A lot or a little?
The parents' guide to what's in this movie.
What parents need to know
Parents need to know that The Witch, while fascinating, is very intense and has quite a bit of blood and gore. Guns and blades are briefly shown, and characters and animals are harmed and killed. A crow pecks at a woman's breast, a goat gores a man, a bloody chicken fetus is shown, and a girl is thrown from a horse. A baby is kidnapped, and it's implied that witches have ground him up. There's also full-frontal female nudity (nonsexual in nature), and witches' bare breasts and bottoms are seen. A pre-teen boy ogles his sister's cleavage. The same boy appears naked, but nothing sensitive is shown. Swearing is limited to "damn" and "hell." While the movie's slow, thoughtful nature may turn off some gorehounds, it could actually help it appeal to more thoughtful audiences as well.
What's the story?
In 17th-century New England, a Puritan family is banished from a settlement for holding religious beliefs that differ from the majority's. Setting up their own farm in an isolated area near a spooky woods, the family struggles with not having enough food for the winter. One day, eldest daughter Thomasin (Anya Taylor-Joy) is looking after the baby when it suddenly disappears. Then other mysterious, terrible things start happening, sending the fearful family into panic. Thomasin's mother (Kate Dickie) and father (Ralph Ineson) begin to grow suspicious of their children, especially after Thomasin is caught playing "witch" games with her younger brother and sister. Is there really an evil witch in the woods, and what's happening to the family?
Is it any good?
This exceptionally intelligent, atmospheric horror movie more closely recalls Ingmar Bergman than Wes Craven, as it centers on human foibles as well as dealing with a hint of the supernatural. In his feature debut, director Robert Eggers goes the extra mile to create authentic-sounding dialogue for the early 17th century, as well as costumes and sets, not to mention behaviors and beliefs. Even Mark Korven's eerie music sounds like something from another time or world.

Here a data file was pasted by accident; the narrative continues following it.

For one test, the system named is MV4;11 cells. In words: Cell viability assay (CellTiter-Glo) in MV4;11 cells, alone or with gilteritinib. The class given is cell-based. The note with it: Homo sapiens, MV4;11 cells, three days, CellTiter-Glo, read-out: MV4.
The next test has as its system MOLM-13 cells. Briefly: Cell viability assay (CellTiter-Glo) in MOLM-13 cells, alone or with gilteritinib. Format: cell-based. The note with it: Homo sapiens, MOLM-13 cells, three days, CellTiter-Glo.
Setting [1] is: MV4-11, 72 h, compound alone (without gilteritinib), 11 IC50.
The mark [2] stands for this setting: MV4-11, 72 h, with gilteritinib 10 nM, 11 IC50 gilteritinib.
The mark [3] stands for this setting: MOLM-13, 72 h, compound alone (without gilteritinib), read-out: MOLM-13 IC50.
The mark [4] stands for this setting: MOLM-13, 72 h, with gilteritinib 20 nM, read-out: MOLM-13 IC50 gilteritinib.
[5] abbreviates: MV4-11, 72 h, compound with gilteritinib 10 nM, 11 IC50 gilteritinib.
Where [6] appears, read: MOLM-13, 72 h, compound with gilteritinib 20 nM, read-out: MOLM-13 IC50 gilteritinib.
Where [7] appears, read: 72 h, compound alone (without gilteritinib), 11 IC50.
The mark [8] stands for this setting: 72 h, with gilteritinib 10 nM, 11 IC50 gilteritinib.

Weirdly, THE WITCH isn't quite as flat-out scary as it might seem, despite the shocking "peek a boo" moment heavily used to promote it. It's more fascinating and transporting as we navigate this seemingly primitive world that truly believes in witches. Eggers refrains from any kind of modern commentary as the movie immerses us in a gloomy, harsh existence, challenging us to find parallels -- and trace pathways -- to our current life. Primal and challenging, it could someday stand with the horror classics.
Talk to your kids about ...
Is the movie scary? What makes something scary? How does this one compare with other horror movies you've seen?
In this movie, is religious faith portrayed as a good thing, a bad thing, or both? What about belief in witches?
- In theaters: February 19, 2016
- On DVD or streaming: May 17, 2016
- Cast: Anya Taylor-Joy, Ralph Ineson, Kate Dickie
- Director: Robert Eggers
- Studio: A24
- Genre: Horror
- Topics: History, Monsters, ghosts, and vampires
- Run time: 92 minutes
- MPAA rating: R
- MPAA explanation: disturbing violent content and graphic nudity
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Common Sense Media's unbiased ratings are created by expert reviewers and aren't influenced by the product's creators or by any of our funders, affiliates, or partners.